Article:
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International Socialist Review, Summer 1962


Maria di Savio

Periodicals in Review


From International Socialist Review, Vol.23 No.3, Summer 1962, pp.93-94.
Transcribed & marked up by Einde O’Callaghan for ETOL.


Root and Branch

The purpose of this periodical, stated in an initiatory editorial under the heading Why Another Magazine? is one of youthful rebellion against the present-day “American Left.” Today’s Left, charge the editors, is old-fashioned; it acts “as if the world has not changed since the 1930s – the same categories are used in analysis, the scope of problems defined as important has not changed, and the same labels are mechanically applied to political opponents.” The old-timers find “it is too easy to dismiss an argument by calling it ‘Stalinist’ or ‘Revisionist.’” These young intellectuals “want to re-open the dialogue,” on the basis of the 1960s, not the 1930s.

Two of the more outstanding articles, dealing with Cuba, are by Maurice Zeitlin. The first, A Cuban Journal, is a combination of intelligent observations and solid analysis. Zeitlin offers “critical support” to Cuba; that is, he wholly supports the Revolution and the Castro leadership, but attempts to deal fairly with what he feels needs improvement in Cuba: workers’ democracy and the “paradox of Soviet friendship.” The second article, An Interview with ‘Che’, asks some forthright questions, and gets some forthright answers from the revolutionary leader. (See The Militant, issue of April 9, 1962.)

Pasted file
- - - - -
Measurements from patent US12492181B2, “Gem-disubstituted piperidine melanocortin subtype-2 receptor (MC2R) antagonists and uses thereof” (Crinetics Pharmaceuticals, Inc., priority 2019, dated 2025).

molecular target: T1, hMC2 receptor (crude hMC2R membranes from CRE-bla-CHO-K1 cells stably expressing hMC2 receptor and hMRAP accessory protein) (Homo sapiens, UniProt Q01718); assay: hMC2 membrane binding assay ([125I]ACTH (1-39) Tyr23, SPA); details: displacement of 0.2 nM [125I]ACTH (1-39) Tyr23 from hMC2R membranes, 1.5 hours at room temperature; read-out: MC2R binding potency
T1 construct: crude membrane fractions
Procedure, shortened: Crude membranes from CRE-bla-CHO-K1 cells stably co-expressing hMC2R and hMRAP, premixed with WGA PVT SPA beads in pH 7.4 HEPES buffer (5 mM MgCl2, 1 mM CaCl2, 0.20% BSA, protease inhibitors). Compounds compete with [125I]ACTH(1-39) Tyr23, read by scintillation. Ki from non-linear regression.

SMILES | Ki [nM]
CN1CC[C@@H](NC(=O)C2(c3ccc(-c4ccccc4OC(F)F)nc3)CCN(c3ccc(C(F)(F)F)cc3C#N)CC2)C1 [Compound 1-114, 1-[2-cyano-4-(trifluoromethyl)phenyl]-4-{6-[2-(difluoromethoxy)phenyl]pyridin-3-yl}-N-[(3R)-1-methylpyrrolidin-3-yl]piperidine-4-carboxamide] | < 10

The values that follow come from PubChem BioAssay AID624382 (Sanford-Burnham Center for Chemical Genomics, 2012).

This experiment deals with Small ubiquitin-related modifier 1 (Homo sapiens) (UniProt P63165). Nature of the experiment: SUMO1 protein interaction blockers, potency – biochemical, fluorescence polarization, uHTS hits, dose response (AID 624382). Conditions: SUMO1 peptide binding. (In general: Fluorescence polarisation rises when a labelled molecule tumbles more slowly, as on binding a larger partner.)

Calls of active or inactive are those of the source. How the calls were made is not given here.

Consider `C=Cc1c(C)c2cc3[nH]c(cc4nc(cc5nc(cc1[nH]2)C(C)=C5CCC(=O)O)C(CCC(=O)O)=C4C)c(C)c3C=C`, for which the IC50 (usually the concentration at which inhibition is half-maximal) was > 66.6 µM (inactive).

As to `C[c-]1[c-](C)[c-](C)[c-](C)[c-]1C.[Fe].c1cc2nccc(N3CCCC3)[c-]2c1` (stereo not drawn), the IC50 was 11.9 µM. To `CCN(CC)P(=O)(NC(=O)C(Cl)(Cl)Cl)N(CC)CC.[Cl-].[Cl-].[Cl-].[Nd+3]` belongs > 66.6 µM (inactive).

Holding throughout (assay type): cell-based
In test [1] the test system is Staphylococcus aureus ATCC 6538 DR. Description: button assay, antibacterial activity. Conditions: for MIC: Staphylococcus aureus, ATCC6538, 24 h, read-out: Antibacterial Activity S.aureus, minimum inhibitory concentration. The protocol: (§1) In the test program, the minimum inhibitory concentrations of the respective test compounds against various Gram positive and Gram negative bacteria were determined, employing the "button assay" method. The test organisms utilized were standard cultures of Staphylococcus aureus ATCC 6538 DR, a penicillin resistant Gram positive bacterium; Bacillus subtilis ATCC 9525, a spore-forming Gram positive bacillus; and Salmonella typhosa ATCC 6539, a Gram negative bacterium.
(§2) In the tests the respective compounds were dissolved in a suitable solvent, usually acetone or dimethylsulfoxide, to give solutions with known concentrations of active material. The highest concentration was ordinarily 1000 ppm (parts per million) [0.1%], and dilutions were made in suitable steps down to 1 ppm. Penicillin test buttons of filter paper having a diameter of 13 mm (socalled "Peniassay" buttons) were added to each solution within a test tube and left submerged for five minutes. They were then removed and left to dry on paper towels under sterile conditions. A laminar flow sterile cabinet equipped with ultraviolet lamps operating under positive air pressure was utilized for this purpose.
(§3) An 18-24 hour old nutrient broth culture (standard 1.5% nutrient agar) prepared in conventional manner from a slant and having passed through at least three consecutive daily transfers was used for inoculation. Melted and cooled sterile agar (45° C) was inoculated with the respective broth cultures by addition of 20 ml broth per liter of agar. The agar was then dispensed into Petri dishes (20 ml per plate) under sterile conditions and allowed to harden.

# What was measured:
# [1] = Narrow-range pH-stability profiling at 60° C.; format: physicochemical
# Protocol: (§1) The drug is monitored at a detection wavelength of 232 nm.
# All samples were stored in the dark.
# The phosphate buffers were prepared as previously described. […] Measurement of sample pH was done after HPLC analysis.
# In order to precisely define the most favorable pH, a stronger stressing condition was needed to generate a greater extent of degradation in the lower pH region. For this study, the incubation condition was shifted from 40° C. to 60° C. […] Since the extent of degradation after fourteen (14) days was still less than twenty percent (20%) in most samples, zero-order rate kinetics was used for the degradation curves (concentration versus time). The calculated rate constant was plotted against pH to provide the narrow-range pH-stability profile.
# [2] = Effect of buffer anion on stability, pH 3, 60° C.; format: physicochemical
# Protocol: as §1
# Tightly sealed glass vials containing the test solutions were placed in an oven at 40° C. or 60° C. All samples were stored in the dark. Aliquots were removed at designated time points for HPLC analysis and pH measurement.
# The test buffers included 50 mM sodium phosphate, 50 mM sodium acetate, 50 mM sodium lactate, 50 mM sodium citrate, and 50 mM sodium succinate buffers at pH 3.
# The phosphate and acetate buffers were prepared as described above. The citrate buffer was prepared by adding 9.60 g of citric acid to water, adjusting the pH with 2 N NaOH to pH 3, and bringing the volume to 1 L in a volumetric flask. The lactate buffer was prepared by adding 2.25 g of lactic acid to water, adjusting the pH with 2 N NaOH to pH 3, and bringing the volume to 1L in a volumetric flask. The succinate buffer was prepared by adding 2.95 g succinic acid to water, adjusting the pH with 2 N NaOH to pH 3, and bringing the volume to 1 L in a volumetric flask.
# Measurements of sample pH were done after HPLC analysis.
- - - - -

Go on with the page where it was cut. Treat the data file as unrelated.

Another excellent article is The American Economy, by Cyril Wolfe Gonick. He presents a Marxist analysis of the “Keynesian Revolution” in much the same scholarly (but far more readable) way as Paul Baran. While this article is praiseworthy, it is interesting to note that it is not the dramatic new version of political theory advocated in the editorial statement. (Because, unfortunately, the world is basically the same as in the thirties, and Keynesian economics is merely a new twist to an old boost to capitalism.)

A disturbing article is The Black Negro, by Donald Warden. This essay damns one and all, some deservedly, some not, but offers no answer. There are numerous quotations, “proving” that white leaders (including Marx) were – and are – anti-Negro, but there are no sources given for these plentiful quotes – a peculiar lack in a scholarly essay in a theoretical journal! What is important in this article, however, is the tone that correctly mirrors the attitude, whether justified or not, of many of the more militant Negroes today.

Other items include two dull articles on Ghana and Canada; many cartoons, most of which are well-done, biting satire, but others are poorly executed. There are also some poems, most interesting, but one extraordinarily bad by Lawrence Ferlinghetti (labelled “his first poem” with a facetiousness that backfires – it indeed reads like a first poem). Also included are excellent photographs and some thought-provoking reviews. An article that could have been eliminated is a muddled bit of prosiness called The Question About Meaning, which reminds one of Swinburne’s poem The Higher Pantheism in a Nutshell, which ends

“God, whom we see not, is; and God, who is not, we see;
Fiddle, we know, is diddle; and diddle, we take it, is dee.”

While there is more than just a grain of truth in their castigations of the American Left, it is an unfortunate fact that the periodical does not do any better than the old folks; it offers no new solutions, or even new aspects of old problems. On the whole, it is an uneven production, offering some excellent (but hardly new) analyses and reporting, and some examples of old-fashioned muddled thinking. Finally, like the Left that it criticizes, this group of intellectuals is isolated, bringing with it isolation a lack of faith in the proletariat.

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Last updated on 21 May 2009